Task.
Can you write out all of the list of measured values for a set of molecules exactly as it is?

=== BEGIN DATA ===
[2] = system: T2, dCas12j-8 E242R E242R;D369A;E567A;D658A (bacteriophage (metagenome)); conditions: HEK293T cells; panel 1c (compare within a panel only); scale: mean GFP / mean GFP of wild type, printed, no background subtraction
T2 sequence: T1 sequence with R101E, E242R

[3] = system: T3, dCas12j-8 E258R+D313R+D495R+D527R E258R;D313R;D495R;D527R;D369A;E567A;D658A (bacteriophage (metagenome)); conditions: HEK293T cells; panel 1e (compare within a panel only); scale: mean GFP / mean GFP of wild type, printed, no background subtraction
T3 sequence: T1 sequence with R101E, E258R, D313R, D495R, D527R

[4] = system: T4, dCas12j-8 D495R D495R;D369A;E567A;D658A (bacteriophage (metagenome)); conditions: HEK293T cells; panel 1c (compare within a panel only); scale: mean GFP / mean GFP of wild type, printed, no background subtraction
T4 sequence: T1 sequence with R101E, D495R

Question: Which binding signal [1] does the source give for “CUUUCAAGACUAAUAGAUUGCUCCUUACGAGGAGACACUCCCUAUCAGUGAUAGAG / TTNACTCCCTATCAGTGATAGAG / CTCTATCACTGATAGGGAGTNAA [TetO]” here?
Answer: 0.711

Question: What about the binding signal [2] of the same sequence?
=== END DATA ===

[2] = system: T2, dCas12j-8 E242R E242R;D369A;E567A;D658A (bacteriophage (metagenome)); conditions: HEK293T cells; panel 1c (compare within a panel only); scale: mean GFP / mean GFP of wild type, printed, no background subtraction
T2 sequence: T1 sequence with R101E, E242R

[3] = system: T3, dCas12j-8 E258R+D313R+D495R+D527R E258R;D313R;D495R;D527R;D369A;E567A;D658A (bacteriophage (metagenome)); conditions: HEK293T cells; panel 1e (compare within a panel only); scale: mean GFP / mean GFP of wild type, printed, no background subtraction
T3 sequence: T1 sequence with R101E, E258R, D313R, D495R, D527R

[4] = system: T4, dCas12j-8 D495R D495R;D369A;E567A;D658A (bacteriophage (metagenome)); conditions: HEK293T cells; panel 1c (compare within a panel only); scale: mean GFP / mean GFP of wild type, printed, no background subtraction
T4 sequence: T1 sequence with R101E, D495R

Question: Which binding signal [1] does the source give for “CUUUCAAGACUAAUAGAUUGCUCCUUACGAGGAGACACUCCCUAUCAGUGAUAGAG / TTNACTCCCTATCAGTGATAGAG / CTCTATCACTGATAGGGAGTNAA [TetO]” here?
Answer: 0.711

Question: What about the binding signal [2] of the same sequence?